Saturday, August 3, 2013

Same-Day Delivery

Remember Kozmo? A dot-com bust over a decade ago, Kozmo delivered low cost items like books, magazines, and DVDs to consumers in under an hour, without delivery fees. It failed because it had a terrible underlying cost structure (low margins and high logistics costs), but it served our desire for instant gratification through same-day delivery. For better or worse, that desire didn’t go away when the dot-com bubble burst.

What, you ask, does that have to do with motor vehicle service parts?

Same-day delivery is back on the radar. This time it’s being pursued by companies with patience and track records of success. eBay Now and Google Shopping Express essentially provide a delivery service that links established retailers with consumers. Amazon Local Express Delivery simply extends Amazon’s business to same-day delivery. None of these services are widespread, so it’s too early to judge their success. Still, their existence will affect you. Here’s why.

First, these services raise your customers’ expectations. We know customers value same-day repair, but it becomes a table-stakes offering in a world where everything is always available. “What do you mean I have to wait ‘til tomorrow for the parts to show up?”

Second, we have yet another rival. Sure, established, highly capable competitors like Worldpac offer quick, same-day deliveries to dealers and independent repairers, but now additional distribution networks can serve DIY customers and, potentially, independent repairers. eBay Now, for example, already includes parts from Autozone.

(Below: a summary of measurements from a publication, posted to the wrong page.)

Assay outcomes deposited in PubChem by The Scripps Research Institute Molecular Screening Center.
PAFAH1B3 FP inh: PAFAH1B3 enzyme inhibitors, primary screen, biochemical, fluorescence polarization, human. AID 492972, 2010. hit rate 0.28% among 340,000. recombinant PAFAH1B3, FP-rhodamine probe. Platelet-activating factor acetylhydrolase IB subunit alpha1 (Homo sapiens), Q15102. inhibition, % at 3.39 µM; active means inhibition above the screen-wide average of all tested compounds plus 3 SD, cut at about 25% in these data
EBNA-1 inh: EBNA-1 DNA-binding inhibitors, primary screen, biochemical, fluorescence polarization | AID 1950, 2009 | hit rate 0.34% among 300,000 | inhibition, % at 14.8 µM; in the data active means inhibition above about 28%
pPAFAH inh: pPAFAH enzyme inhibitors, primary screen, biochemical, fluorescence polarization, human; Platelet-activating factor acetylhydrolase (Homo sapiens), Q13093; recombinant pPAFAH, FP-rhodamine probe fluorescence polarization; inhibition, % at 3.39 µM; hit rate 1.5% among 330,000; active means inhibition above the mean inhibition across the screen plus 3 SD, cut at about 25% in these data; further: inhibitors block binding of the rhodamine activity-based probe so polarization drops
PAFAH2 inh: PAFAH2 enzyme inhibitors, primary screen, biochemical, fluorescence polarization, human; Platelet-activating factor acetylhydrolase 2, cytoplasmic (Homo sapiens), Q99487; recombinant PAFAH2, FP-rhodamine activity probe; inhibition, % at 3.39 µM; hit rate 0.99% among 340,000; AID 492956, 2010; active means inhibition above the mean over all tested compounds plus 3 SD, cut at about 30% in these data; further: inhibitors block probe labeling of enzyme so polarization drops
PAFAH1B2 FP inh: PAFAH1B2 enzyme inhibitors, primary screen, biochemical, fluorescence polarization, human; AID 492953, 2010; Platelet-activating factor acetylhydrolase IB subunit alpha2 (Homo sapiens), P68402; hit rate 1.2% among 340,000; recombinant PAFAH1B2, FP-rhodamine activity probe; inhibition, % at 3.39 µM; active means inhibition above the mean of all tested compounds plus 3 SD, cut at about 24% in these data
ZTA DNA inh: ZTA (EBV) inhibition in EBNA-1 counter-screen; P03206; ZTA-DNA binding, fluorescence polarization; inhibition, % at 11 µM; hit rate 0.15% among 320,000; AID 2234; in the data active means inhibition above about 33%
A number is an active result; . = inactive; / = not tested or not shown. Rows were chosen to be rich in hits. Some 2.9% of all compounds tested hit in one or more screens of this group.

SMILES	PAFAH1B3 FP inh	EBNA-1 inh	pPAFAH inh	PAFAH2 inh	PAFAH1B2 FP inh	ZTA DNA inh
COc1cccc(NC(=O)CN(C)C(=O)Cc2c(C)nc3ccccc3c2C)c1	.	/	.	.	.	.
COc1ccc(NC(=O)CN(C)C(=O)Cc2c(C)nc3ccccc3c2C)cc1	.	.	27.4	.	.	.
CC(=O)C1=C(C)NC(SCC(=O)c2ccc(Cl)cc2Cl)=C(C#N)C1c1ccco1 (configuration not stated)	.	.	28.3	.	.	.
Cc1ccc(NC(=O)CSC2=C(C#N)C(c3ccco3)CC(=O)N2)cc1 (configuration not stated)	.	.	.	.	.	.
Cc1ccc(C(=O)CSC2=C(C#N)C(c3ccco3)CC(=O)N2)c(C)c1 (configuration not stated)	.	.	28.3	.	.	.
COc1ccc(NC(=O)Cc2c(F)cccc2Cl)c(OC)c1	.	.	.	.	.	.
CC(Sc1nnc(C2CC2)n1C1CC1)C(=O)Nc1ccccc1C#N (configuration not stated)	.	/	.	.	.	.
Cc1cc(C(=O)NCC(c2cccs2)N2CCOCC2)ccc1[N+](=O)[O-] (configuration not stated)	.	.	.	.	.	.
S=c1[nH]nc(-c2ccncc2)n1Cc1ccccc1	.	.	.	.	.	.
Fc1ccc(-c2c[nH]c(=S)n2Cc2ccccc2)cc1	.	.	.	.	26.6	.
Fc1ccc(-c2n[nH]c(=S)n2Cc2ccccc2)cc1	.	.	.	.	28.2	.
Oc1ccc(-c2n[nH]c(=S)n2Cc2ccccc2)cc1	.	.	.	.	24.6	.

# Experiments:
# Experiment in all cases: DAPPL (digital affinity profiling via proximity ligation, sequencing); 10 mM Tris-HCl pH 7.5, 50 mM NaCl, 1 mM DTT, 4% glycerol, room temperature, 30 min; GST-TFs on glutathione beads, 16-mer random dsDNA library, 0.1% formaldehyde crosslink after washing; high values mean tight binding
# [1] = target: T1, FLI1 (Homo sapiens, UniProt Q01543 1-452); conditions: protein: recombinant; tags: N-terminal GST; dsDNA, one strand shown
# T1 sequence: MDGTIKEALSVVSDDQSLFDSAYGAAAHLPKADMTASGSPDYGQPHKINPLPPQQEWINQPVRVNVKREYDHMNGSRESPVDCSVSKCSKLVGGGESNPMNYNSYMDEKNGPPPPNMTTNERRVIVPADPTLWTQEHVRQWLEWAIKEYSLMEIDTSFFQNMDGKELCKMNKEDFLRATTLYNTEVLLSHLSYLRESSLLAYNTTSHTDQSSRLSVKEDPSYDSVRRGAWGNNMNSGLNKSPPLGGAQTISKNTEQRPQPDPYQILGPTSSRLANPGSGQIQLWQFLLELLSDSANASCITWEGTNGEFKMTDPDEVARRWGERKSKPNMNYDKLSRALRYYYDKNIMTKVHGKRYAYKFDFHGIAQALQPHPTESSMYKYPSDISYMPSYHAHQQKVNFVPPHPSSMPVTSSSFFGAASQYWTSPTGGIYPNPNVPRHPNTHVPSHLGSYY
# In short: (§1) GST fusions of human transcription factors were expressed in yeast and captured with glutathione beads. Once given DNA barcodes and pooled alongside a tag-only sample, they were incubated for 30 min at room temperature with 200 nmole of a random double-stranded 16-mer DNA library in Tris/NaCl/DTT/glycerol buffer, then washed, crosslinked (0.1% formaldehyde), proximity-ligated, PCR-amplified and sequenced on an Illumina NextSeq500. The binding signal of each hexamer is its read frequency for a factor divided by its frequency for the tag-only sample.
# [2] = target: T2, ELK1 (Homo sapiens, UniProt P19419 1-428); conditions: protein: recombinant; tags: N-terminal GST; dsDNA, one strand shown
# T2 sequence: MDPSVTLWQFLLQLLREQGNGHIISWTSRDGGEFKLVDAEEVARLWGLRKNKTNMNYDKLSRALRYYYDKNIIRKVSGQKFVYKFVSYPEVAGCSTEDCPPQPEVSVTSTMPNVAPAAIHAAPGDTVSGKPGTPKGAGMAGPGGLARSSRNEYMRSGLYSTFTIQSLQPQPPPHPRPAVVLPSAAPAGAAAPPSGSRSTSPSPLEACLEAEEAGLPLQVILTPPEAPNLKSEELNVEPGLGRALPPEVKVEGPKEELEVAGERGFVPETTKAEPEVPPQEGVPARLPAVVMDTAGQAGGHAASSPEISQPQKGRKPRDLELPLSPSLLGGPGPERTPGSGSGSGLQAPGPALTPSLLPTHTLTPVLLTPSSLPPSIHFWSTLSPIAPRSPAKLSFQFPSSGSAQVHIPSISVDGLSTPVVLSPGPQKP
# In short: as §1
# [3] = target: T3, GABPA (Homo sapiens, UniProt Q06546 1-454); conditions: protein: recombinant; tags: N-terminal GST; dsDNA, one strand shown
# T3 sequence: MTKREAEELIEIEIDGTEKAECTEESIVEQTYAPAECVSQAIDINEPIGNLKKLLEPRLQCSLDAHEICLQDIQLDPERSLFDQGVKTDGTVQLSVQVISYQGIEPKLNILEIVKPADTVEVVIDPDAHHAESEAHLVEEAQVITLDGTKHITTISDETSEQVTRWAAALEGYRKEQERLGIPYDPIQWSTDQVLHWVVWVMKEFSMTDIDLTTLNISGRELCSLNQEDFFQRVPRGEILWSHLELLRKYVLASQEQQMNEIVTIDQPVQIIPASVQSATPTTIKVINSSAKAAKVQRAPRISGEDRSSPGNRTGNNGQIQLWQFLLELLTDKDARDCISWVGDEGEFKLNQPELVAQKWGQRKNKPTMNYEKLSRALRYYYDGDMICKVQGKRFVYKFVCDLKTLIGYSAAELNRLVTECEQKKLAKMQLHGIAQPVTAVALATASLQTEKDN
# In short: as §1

For the DIY segment, I am concerned with the evolution of Amazon’s automotive offerings. Amazon already lets customers maintain a “garage” on their website, and their user interface and parts finder (which determines which parts can fit on which vehicles) seem to improve every time I visit the site.

Amazon does not currently sell huge volumes of service parts and accessories, as evidenced by their top 100 automotive products (mostly car care and lower-end accessories); but, Amazon is patient. They could be a formidable competitor in the B2C, and possibly B2B, service parts space if they combine their improving interface and parts catalog with same-day delivery.

For now, Worldpac is a much bigger worry. If these same-day retail services succeed long-term, they will set the bar for customer expectations and could potentially serve as direct competitors.

Bottom Line: In the short and long term, we need to improve same-day delivery capabilities. Dealers may be fairly good at same-day availability, and are very good at next-day delivery, thanks to FedEx and dedicated delivery carriers, but there is one key question. How are you addressing your customers’ increasing expectation of local, same-day availability for tens of thousands of service parts?

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